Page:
This week, companies with a total of $3 trillion in market value will announce their results. Unless there are some surprises, they will show modest increases in earnings.
But wait; there’s something fishy here. Since 2009, earnings per share for U.S. companies have increased a spectacular 265%. Sales, however, have gone up only 32%.
How is that possible? Another miracle?
When the cost of borrowing is low, companies prefer to get financing from debt. When it is high, they switch to equity – they issue stock.
Debt financing costs are as low as they have ever been; naturally, shrewd CFOs have borrowed heavily, increasing corporate debt by more than $1 trillion – a 50% rise – since the bottom of the last crisis.
What do they do with the money?
You buy back your own shares and cancel them. This removes shares from the market, increasing earnings per share for the remaining shares. (Each remaining share then represents a higher portion of the company’s earnings.)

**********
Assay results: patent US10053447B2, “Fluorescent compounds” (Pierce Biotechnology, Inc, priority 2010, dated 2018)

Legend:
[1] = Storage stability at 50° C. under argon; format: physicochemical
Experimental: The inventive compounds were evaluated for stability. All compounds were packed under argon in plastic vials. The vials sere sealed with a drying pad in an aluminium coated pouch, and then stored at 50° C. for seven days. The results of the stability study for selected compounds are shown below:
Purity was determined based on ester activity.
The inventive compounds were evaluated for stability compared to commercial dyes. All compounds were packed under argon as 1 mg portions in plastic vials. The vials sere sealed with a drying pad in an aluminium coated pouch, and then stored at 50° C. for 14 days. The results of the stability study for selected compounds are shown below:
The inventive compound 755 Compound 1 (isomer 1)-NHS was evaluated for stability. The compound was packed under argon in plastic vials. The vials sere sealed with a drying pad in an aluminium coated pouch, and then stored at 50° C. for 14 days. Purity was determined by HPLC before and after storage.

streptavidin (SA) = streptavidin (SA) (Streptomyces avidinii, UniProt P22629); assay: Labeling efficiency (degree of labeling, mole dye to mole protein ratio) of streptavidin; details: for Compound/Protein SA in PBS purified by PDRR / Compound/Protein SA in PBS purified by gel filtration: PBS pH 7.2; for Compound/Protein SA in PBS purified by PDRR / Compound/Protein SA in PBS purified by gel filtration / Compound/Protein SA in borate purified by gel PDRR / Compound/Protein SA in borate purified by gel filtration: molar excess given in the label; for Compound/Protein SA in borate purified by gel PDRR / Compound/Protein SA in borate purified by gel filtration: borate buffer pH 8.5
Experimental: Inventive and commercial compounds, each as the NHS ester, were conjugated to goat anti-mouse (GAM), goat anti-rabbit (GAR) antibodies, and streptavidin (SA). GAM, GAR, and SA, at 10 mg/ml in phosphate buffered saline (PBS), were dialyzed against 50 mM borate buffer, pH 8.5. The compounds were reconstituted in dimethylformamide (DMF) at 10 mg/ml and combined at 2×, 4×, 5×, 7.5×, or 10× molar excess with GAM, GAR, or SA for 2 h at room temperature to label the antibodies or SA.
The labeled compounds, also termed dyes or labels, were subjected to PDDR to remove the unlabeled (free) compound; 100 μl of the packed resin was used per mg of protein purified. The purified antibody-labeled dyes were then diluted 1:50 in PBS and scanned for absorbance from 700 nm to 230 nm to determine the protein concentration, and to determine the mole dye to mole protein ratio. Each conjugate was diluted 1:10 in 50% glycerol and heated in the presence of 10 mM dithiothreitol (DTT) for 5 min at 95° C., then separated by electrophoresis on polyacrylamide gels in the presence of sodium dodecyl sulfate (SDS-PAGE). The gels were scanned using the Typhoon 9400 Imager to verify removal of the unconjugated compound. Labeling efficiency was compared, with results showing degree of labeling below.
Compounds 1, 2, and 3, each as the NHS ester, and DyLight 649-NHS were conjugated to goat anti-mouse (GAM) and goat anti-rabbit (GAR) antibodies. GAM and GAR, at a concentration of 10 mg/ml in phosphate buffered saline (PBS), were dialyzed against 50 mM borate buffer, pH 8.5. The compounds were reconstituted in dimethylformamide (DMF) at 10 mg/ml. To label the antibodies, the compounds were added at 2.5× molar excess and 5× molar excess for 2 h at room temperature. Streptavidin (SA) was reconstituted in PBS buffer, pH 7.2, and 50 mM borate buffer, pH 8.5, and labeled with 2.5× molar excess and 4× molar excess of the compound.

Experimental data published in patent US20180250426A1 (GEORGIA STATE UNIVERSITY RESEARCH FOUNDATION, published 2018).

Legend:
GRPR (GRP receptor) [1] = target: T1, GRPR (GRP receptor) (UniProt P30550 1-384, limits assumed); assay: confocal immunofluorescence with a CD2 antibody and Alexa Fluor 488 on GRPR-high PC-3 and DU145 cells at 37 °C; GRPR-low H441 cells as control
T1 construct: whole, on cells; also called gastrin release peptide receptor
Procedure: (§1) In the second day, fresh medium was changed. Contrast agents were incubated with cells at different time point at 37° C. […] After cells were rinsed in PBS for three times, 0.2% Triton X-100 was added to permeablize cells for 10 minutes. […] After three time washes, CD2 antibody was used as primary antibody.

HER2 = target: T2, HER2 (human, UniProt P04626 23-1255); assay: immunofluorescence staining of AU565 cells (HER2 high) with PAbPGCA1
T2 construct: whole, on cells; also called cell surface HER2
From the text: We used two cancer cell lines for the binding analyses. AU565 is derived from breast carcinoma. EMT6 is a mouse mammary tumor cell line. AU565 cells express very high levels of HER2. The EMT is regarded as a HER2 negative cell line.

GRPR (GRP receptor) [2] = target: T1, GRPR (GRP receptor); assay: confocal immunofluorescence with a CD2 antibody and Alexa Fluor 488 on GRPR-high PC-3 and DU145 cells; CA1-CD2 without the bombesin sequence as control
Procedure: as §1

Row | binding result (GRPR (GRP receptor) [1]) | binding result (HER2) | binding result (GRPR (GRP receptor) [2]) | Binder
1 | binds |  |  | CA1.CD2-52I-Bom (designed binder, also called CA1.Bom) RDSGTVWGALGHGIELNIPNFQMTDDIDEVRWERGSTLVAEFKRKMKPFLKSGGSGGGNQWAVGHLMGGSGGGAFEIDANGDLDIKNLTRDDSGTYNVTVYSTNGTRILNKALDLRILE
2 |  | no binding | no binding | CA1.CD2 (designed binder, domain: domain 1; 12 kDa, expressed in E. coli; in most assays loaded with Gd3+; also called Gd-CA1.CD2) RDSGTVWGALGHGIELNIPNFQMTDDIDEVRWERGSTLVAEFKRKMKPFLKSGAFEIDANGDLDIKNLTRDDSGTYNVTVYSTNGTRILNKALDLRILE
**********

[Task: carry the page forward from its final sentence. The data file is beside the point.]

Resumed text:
Since 2009, the open market share count has gone down as earnings have gone up. According to Real Investment Advice, this has added $1.60 per share to the earnings of the average company.
Instead of investing its money to produce more at a lower cost, corporate America has used debt financing to buy back shares at the highest prices in history.
Corporate chiefs get stock option bonuses (because share prices go up). But now the company is deeper in debt and floating on a tide of easy money.